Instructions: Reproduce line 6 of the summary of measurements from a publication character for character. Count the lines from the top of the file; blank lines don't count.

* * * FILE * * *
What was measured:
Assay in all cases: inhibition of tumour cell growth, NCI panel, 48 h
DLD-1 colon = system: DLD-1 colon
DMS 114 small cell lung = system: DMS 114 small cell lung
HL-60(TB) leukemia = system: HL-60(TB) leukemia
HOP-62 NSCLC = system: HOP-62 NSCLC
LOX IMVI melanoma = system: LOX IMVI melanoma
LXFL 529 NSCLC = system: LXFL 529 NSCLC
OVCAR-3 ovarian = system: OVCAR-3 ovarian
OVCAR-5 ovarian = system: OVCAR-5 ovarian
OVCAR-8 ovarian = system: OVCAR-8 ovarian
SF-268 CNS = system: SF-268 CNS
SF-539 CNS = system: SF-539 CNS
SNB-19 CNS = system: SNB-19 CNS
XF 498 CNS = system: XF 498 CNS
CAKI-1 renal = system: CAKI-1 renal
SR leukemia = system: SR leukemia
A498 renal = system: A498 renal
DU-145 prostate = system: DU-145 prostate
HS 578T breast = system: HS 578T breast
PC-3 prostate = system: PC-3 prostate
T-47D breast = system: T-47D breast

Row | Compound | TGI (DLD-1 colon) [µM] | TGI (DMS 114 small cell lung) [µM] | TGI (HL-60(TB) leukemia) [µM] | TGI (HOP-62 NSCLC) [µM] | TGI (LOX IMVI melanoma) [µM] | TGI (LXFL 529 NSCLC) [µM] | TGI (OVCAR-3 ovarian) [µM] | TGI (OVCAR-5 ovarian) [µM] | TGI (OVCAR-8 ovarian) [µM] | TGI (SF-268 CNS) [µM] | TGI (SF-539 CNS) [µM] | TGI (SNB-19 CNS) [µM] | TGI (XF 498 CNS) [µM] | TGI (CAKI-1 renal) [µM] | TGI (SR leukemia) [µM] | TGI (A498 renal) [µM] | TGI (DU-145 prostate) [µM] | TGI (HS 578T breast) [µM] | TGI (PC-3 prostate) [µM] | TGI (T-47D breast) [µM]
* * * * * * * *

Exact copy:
HOP-62 NSCLC = system: HOP-62 NSCLC